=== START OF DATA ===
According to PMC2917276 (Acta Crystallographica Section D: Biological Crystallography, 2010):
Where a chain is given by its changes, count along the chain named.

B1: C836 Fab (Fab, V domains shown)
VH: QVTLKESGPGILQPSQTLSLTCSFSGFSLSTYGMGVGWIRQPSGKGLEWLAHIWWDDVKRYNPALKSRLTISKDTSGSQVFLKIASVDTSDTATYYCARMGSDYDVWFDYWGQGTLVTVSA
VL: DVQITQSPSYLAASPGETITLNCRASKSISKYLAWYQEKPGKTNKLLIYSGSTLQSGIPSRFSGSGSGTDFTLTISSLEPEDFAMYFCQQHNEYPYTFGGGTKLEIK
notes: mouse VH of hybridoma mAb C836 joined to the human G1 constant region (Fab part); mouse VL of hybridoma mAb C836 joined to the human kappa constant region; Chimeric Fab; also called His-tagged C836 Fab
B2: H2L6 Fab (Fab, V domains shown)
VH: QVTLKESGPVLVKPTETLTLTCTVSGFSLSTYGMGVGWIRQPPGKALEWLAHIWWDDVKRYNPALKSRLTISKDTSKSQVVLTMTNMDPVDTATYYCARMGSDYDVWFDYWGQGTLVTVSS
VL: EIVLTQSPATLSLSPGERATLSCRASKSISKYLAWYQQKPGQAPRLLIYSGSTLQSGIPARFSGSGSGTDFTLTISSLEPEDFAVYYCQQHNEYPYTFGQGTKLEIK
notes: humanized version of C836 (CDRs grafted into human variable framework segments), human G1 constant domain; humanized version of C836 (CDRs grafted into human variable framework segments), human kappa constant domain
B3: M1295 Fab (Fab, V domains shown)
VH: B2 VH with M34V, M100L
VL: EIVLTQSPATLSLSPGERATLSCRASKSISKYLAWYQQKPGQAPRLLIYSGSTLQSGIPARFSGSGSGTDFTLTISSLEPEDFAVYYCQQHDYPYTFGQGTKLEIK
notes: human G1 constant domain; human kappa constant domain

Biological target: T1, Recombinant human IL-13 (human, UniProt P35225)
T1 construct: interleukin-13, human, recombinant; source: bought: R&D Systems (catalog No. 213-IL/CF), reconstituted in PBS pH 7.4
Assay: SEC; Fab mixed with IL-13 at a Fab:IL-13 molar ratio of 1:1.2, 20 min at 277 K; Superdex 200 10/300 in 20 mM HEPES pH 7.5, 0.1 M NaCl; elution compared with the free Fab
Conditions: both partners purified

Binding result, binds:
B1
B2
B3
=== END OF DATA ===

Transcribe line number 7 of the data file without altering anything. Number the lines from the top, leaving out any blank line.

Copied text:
B2: H2L6 Fab (Fab, V domains shown)